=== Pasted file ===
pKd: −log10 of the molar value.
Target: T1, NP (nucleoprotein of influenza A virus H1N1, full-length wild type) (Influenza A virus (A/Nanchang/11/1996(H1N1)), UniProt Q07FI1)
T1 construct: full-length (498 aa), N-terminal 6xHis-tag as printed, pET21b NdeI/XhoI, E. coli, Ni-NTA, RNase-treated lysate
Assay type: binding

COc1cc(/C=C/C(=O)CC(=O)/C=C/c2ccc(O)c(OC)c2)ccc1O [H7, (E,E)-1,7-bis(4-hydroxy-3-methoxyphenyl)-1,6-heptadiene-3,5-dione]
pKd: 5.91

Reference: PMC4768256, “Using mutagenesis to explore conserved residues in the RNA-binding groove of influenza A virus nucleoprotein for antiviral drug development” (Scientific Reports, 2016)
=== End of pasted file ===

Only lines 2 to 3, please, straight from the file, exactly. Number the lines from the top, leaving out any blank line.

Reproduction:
Target: T1, NP (nucleoprotein of influenza A virus H1N1, full-length wild type) (Influenza A virus (A/Nanchang/11/1996(H1N1)), UniProt Q07FI1)
T1 construct: full-length (498 aa), N-terminal 6xHis-tag as printed, pET21b NdeI/XhoI, E. coli, Ni-NTA, RNase-treated lysate